The Death Of The Doctor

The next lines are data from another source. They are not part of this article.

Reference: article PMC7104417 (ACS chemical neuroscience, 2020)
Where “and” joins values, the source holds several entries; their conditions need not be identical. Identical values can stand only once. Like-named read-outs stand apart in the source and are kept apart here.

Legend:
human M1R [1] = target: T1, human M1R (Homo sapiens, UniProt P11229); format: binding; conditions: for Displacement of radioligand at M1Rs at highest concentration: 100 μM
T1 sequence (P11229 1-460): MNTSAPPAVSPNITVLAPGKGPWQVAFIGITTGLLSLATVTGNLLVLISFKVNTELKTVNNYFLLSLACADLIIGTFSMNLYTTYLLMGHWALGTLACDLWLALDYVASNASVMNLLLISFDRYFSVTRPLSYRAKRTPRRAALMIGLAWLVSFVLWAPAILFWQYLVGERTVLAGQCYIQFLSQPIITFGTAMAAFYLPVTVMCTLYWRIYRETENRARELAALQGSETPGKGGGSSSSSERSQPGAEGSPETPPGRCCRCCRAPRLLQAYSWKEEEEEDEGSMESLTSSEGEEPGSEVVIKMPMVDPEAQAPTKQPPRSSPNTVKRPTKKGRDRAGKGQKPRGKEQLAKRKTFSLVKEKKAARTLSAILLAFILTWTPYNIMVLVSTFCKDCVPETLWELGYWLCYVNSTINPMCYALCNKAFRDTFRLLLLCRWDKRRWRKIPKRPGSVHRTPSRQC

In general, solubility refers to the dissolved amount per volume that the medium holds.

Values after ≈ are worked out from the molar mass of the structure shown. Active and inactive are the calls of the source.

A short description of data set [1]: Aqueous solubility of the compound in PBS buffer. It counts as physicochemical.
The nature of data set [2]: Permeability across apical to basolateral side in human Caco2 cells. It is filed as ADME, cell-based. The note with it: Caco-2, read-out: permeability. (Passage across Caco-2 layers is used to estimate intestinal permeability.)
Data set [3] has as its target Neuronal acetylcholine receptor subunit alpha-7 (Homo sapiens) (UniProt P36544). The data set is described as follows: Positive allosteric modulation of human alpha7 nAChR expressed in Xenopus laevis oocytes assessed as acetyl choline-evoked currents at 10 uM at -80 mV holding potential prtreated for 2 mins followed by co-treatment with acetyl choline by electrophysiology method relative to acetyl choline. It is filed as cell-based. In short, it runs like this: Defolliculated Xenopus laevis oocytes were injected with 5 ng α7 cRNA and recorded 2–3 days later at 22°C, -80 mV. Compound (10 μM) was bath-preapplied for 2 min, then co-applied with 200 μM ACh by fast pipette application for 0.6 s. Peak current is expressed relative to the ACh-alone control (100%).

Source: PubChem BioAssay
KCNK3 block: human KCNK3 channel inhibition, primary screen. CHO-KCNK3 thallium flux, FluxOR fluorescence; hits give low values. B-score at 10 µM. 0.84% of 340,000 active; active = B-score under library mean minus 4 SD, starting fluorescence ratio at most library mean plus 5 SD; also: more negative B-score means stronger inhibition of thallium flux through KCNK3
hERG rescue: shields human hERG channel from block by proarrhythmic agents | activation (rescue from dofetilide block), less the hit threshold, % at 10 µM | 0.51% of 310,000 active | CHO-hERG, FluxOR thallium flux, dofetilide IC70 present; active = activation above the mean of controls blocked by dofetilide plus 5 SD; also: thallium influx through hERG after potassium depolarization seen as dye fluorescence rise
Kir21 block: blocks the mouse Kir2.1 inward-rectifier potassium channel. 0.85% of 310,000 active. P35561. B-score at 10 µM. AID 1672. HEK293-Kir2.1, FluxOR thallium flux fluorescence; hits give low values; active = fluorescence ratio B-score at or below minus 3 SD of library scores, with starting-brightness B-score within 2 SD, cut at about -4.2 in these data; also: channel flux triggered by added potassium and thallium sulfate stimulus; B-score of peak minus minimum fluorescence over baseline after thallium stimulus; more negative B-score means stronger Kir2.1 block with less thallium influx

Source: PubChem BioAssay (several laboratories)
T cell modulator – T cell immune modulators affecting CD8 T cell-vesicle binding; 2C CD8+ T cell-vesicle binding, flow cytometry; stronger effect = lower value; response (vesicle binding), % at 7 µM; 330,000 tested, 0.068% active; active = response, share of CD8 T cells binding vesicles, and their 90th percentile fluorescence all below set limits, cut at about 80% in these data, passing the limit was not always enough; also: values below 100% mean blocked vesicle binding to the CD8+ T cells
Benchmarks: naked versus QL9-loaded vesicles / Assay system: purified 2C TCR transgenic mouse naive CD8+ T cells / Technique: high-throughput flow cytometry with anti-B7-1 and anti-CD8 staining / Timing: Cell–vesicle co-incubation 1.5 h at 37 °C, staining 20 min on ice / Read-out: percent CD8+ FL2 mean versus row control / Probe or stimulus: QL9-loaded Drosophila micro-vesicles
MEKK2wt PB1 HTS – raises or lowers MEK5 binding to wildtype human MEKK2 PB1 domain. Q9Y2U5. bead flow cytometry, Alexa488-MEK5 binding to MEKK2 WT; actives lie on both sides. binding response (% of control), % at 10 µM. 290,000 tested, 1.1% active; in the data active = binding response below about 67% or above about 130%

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As I stood there watching my mother cry, I couldn’t seem to fathom how death could cause someone who was here yesterday to disappear today. My mother and I witnessed my thirty-three year old aunt whither away from ovarian cancer. A death that was avoidable had she had better access to healthcare for early diagnosis. My aunt’s cancer never received treatment and progressed until there was nothing left in her pelvic cavity. It ignited a spark; a spark to search for answers. A spark that grew brighter as I grew up and which inspires me to treating cancer and other similarly vicious diseases. I grew up on a small island where the doctor was seen as someone who would kill you from malpractice or carelessness. In reality people would not go to the doctor until they were extremely sick and usually there was nothing the doctor could do. There was great fear surrounding the doctor and it contributed to many family members suffering needlessly. But after my aunt died, I wanted to believe something different. I refused to accept that nothing could be done. When my father got a job opportunity in America, my mother and I decided to push the idea of moving to escape because of the abuse we had endured from him. We knew in America we would have resources to escape, which we didn’t have in the Caribbean. I then decided if I moved to the United States I would become a physician. To gain firsthand experience I volunteered at a pain management clinic where I soon learned that each person
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